Some people's names just roll off your tongue. Umberto Lenzi. Ummm-berrrr-to. Ummmmm-berrrrr-to Lennnn-zi. How could you not do well with a name like that? Well, whether his success was dependent on his exquisite name or not (I guess it probably wasn't), this Chopping Mall post kicks off the first of an Umberto Lenzi two-parter. Hurrah for 60s and 70s Italian cinema!
I've already looked at one Lenzi film here, Nightmare City, which, whilst it might not be the pinnacle of zombie films, certainly has some decent and very memorable scenes. So from Nightmare City, let me drag you back in time a while... we are in early 1970s Italy and an English & Danish couple are funding their hippy bohemian lifestyle by selling smutty photos in public squares and streets.
Oasis of Fear (my favourite of the many titles) is an inconsequential but fun little film. Ingrid and Dick's porn-peddling business goes, rather predictably awry and they find themselves, after a run in with the polizia, on the run towards the border in their unfortunately distinctive car (Seriously: if you're doing something illegal, would you operate from a yellow sportscar with stencilled flowers? No, neither would I). After a series of still-more unfortunate encounters, the pair find themselves without petrol, money or food, sneaking into the house of a rather glamorous and apparently lonely woman for some sustenance.
Predictably, seeing as the couple are clinging very tightly to the sixties, their evening turns into a rather pleasant mix of food, drink and sleazy encounters. Also predictably, things don't look quite so rosy in the morning.
The main of the film takes place in and around this house, as Dick and Ingrid find themselves slowly uncovering the truth of Barbara Slater's life and, through a series of escalating mistakes, drag themselves ever deeper into a mess that was not of their making. Whilst Oasis of Fear is not particularly violent, fast-paced or exciting, there is a decent and continual build of suspense throughout: you may well find yourself shouting "No, don't do that" at the screen as the lead couple make yet more mistakes, but they thankfully rarely cross the line that separates "tragic mistake" from "irritating stupidity".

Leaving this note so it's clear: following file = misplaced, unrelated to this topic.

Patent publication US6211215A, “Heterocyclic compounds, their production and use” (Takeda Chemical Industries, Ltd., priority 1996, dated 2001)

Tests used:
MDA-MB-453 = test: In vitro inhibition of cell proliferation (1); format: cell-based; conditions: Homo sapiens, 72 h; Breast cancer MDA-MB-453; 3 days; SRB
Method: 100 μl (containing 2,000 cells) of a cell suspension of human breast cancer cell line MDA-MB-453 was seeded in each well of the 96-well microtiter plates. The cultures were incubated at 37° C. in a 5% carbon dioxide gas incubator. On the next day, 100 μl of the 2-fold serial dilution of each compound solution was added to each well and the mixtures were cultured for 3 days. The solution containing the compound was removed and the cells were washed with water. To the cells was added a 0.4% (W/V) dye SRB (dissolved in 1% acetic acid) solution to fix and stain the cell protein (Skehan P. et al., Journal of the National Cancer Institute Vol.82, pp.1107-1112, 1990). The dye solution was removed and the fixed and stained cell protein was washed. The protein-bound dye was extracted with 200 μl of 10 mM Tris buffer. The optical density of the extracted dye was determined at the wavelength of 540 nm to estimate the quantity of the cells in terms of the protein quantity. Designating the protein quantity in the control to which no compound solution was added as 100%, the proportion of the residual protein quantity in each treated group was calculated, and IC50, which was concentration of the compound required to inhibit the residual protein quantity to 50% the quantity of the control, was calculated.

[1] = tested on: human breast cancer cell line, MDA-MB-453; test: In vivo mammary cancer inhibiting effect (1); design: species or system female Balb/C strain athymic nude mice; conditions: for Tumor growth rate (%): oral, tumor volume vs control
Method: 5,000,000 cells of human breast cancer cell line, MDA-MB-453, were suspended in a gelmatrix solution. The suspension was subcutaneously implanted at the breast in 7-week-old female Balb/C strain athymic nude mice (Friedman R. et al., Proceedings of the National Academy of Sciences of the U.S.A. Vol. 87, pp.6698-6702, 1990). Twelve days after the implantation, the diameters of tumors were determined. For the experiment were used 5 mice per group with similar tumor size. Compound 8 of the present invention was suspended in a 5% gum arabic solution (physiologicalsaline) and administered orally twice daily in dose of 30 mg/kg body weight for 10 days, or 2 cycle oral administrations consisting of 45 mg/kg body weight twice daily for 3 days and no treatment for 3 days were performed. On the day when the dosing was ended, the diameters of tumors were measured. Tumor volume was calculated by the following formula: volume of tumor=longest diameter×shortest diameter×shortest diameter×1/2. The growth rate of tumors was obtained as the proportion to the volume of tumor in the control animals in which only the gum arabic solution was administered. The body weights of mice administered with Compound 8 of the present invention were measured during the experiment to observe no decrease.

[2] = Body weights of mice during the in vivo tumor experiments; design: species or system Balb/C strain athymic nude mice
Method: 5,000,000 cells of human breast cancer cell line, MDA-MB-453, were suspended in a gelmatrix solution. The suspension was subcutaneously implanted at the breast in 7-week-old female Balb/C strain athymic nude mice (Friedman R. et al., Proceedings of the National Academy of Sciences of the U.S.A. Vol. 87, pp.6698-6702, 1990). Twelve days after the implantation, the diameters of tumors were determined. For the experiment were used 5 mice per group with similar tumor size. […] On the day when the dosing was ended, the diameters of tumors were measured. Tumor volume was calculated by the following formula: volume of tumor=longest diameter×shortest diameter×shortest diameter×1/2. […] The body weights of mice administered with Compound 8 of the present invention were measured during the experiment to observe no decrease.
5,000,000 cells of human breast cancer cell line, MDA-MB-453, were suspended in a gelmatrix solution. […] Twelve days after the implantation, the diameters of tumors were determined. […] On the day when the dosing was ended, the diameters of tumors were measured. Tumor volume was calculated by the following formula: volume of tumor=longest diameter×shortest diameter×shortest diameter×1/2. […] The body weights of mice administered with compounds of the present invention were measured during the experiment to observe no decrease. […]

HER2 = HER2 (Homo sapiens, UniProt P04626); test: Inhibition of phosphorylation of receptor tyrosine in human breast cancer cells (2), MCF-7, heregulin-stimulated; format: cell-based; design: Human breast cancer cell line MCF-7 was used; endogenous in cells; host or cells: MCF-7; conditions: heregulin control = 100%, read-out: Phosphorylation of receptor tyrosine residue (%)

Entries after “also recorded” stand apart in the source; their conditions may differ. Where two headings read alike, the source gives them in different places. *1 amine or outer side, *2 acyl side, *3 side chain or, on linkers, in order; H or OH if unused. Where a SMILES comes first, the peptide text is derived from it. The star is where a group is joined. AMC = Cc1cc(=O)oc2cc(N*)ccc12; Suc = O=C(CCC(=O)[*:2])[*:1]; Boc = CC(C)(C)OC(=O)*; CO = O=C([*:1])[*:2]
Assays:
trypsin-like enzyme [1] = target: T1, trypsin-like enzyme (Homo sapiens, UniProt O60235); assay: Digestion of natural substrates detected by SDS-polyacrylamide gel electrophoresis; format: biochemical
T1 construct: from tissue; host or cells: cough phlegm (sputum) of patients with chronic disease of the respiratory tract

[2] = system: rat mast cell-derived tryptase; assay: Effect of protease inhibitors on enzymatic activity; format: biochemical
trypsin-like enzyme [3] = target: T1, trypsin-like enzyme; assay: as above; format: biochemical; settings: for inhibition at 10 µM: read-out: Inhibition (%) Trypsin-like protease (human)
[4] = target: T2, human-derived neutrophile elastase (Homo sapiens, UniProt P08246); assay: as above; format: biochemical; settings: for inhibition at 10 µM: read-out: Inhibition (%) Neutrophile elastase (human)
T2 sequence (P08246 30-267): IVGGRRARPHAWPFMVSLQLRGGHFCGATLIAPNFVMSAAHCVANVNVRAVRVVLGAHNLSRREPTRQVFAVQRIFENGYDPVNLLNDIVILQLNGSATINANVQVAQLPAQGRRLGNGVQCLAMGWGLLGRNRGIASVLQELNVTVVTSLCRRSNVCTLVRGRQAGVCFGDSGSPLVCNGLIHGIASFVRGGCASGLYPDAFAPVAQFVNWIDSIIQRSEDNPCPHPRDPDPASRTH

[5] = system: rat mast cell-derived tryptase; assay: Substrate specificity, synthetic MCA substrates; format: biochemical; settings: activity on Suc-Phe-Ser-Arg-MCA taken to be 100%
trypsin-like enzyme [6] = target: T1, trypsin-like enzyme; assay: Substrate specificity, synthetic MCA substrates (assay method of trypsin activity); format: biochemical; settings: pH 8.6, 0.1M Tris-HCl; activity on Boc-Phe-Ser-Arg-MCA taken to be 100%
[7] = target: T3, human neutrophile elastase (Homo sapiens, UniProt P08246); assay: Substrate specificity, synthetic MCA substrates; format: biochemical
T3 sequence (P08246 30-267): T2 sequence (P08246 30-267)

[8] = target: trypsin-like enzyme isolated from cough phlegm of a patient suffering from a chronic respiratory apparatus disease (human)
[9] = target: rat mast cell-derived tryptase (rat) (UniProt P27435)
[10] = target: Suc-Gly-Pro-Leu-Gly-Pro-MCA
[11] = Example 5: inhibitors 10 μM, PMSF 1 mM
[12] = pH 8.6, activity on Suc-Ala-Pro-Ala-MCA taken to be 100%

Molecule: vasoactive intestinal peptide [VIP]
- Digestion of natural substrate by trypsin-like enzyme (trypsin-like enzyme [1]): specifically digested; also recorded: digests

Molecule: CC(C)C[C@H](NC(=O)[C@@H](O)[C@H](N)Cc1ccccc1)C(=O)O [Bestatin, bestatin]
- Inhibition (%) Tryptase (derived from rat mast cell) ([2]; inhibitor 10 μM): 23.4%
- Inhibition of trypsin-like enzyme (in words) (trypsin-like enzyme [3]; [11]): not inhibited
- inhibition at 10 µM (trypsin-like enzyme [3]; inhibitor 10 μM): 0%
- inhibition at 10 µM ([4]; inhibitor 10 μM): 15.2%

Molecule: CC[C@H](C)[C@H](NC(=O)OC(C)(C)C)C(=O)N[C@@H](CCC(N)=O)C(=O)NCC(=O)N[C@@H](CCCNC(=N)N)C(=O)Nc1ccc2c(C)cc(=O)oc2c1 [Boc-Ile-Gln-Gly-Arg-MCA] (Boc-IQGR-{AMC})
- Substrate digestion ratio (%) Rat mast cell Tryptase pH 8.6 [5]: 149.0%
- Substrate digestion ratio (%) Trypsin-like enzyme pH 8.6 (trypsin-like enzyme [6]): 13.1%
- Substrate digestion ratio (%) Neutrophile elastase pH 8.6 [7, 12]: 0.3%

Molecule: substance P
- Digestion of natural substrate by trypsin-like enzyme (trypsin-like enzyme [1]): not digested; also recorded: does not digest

I don't really want to read much further into this film, as to do so would rob it of its tension, so I'll come to a close more or less here. It's worth mentioning that Irene Papas is a fabulous actress - playing the lonely Barbara Slater - and the film's success in many ways hinges upon her. I don't think it's giving too much away either to add that half the enjoyment of this film rests in their being no conventionally 'good' characters. Much like the Spaghetti Western, this film seems to echo American cinema but removes the tired good-bad opposition from it, instead creating a world full of unpleasant, self-motivated villains, yet all the while never quite alienating the audience.
(And yes, I wrote all that without mentioning the word Giallo. Whilst it might technically fit into the giallo genre, it just doesn't feel giallo-enough for me to consider it as one)
Coming soon: Deep River Savages / The Man from Deep River / Il paese del sesso selvaggio
My copy of this came from Shameless Entertainment's lovingly restored copy, blending some Italian (and thankfully subtitled) scenes with the otherwise English dub. Definitely worth checking out. The screencaps here are not from my copy though.